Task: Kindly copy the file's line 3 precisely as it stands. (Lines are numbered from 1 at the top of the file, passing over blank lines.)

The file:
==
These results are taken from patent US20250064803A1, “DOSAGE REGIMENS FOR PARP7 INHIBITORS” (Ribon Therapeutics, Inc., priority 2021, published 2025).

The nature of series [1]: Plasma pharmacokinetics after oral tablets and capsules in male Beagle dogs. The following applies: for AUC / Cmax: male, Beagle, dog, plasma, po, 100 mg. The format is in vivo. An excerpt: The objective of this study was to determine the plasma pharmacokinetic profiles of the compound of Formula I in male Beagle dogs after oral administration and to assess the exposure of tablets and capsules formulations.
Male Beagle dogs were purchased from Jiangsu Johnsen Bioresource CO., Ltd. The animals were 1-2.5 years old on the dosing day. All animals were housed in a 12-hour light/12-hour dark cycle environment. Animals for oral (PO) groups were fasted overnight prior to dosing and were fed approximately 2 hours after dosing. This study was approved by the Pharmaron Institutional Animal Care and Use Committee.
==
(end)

Male Beagle dogs were purchased from Jiangsu Johnsen Bioresource CO., Ltd. The animals were 1-2.5 years old on the dosing day. All animals were housed in a 12-hour light/12-hour dark cycle environment. Animals for oral (PO) groups were fasted overnight prior to dosing and were fed approximately 2 hours after dosing. This study was approved by the Pharmaron Institutional Animal Care and Use Committee.